The new canon of #MeToo

Several new books seek to define the values of #MeToo. Will they change popular consciousness, or turn suffering into forgettable entertainment?

Jae C. Hong/AP/File
Protesters gather at a park in Los Angeles for a Women’s March against sexual violence on Jan. 20, 2018. A larger cultural discussion has emerged because of #MeToo.

The #MeToo movement – a loose coalition of voices and protests advocating for women’s rights – exploded in 2017. This summer, a spate of books began to enshrine and solidify #MeToo’s values, roots, and rhetoric on paper. While there’s a long history of feminist literature and scholarship, this new group of books is distinct for its wide nonacademic audience.

Two of the most prominent titles are “She Said: Breaking the Sexual Harassment Story That Helped Ignite a Movement” by Jodi Kantor and Megan Twohey and “Know My Name” by Chanel Miller. Both made The New York Times bestseller list for multiple weeks.

In “She Said,” Kantor and Twohey recount their investigation into sexual harassment and assault allegations against film producer Harvey Weinstein. Their reporting for The New York Times won a Pulitzer Prize and was credited with helping catalyze the #MeToo movement. Their book also chronicles the events leading up to Stanford Professor Christine Blasey Ford’s appearance before the U.S. Senate Judiciary Committee, during which she accused then-judicial nominee Brett Kavanaugh of attempted rape when they were teenagers. “She Said” is a meticulous accounting of confidential meetings, justifiably apprehensive sources, and sticky legal traps – a sophisticated bird’s-eye view of a sensitive operation that compiled a public record of the assaults of dozens of women. 

While Kantor and Twohey document facts, “Know My Name” provides a meditative account of what it’s like to live through the trauma of a sexual assault, as well as a strongly-reasoned deconstruction of rape culture. Miller was attacked by college student Brock Turner in 2015. Her case made headlines across the nation, but most early stories focused on the academic and athletic achievements of Turner, then a swimmer for Stanford University. At the close of his trial in 2016, she penned a trenchant victim impact statement, which went viral. Her memoir is a window into the difficult work she undertook to regain her self-worth and stability. It’s also a searing indictment of the societal and institutional structures that stymie and retraumatize rape victims in their search for justice.

Other prominent titles are Putlizer-winning journalist Ronan Farrow’s “Catch and Kill: Lies, Spies, and a Conspiracy to Protect Predators,” which details his own reporting on Weinstein, as well as his criticisms of NBC’s response to reporter Matt Lauer’s alleged sexual misconduct; and “All the President’s Women: Donald Trump and the Making of a Predator” by Barry Levine and Monique El-Faizy, which details new and old accusations of predatory behavior on the part of the president. 

But Miller’s book stands out from this cohort for its passion and its raw articulation of survivorship. “She Said” and other stories focused on investigations can echo the tone of television procedurals, where the narrative centers on the acquisition of information and the process of justice even in emotionally wrenching situations.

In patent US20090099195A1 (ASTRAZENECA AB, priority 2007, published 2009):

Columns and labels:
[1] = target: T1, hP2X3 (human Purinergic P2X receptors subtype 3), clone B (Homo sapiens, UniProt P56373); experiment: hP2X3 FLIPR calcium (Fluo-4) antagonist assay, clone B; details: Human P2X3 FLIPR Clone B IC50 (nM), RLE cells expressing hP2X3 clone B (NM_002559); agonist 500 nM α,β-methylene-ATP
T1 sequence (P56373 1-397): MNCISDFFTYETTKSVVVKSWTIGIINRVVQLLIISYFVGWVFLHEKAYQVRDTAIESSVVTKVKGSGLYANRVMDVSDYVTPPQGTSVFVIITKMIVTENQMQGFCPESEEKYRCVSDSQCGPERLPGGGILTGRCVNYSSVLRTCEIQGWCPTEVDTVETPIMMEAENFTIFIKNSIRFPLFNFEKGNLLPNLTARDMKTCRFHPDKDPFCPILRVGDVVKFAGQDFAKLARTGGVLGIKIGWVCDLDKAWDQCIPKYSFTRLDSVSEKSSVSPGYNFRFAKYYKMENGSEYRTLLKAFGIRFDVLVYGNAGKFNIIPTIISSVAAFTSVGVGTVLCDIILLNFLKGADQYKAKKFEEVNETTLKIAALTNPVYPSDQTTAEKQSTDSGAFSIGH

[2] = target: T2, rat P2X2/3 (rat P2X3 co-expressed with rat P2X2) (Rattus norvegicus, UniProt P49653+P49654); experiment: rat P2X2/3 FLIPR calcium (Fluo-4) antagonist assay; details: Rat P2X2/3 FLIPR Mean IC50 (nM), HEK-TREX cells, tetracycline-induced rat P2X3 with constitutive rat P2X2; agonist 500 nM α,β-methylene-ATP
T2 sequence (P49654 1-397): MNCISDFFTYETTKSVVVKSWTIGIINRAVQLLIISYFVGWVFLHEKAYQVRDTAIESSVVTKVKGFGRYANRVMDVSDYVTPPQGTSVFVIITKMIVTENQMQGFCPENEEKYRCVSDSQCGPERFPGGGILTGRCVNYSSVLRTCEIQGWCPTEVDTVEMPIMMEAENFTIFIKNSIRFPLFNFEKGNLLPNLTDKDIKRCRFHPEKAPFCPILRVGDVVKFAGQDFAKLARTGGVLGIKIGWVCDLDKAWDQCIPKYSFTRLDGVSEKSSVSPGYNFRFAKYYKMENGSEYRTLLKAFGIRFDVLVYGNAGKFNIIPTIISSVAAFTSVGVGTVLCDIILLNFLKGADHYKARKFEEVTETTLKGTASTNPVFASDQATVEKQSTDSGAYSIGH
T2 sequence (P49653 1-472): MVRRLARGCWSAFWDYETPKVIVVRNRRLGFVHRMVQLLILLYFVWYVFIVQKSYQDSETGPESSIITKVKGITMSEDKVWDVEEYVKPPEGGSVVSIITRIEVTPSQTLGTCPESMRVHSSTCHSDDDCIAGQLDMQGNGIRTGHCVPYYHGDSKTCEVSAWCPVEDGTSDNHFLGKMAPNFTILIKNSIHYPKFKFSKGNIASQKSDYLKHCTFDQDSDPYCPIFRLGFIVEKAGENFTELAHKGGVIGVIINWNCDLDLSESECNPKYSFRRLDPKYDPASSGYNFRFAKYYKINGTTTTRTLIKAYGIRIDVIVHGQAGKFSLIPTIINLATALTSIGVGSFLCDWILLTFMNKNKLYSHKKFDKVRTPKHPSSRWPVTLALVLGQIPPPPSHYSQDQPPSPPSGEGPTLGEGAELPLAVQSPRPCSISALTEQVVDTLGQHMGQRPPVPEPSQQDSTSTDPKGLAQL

Nevertheless, similar language and arguments appear in all books, and taken together, these books form an interconnected web of rhetoric that underpins the popular contemporary understanding of rape culture. Most importantly, Kantor, Twohey, and Miller argue that the most effective way to counter sexual harassment is for women to speak out together, as a unified front. One of Twohey and Kantor’s sources “wanted to be one of many women standing up to Weinstein.” Similarly, Miller recognized that she was weakened by isolation: “One of the greatest dangers of victimhood is the singling out.”

And Miller, Kantor, and Twohey all position themselves as precedent-setters. Miller writes, “We fight because we pray we’ll be the last ones to feel this kind of pain.” Twohey and Kantor describe their initial reporting, along with their sources’ decision to speak out, as “a solvent for secrecy, pushing women all over the world to speak up about similar experiences.”

That public record is important. “Women have always been fighting ... to achieve justice, but there’s no linear, progressive story,” says Linda M. Grasso, professor of English at York College, and of liberal studies at The Graduate Center, City University of New York. Academic feminist theory has covered the ground that the public continues to debate again and again, but those conversations don’t make it to the outside world, she adds. That’s why, today, #MeToo is as likely to politically polarize as it is to rally support for women. It’s why the resistance that law professor Anita Hill met when she accused Supreme Court nominee Clarence Thomas of harassment in 1991 was echoed in 2019, when Blasey Ford took the stand.

The voices of #MeToo are cognizant of this reality. “There isn’t ever going to be an end,” Laura Madden, one of Weinstein’s accusers, tells Twohey and Kantor. “The point is that people have to continue always speaking up and not being afraid.”

And yet Grasso believes the popularity of “She Said,” “Know My Name,” and similar books has as much to do with the mindset of readers as it does with any shift in institutional power. “This spate of books being heard is coincident with political movements that are allowing them to be heard,” she says. “The one really important thing about all of this is to make sure that these books and these ideas become part of the cultural imagination.”

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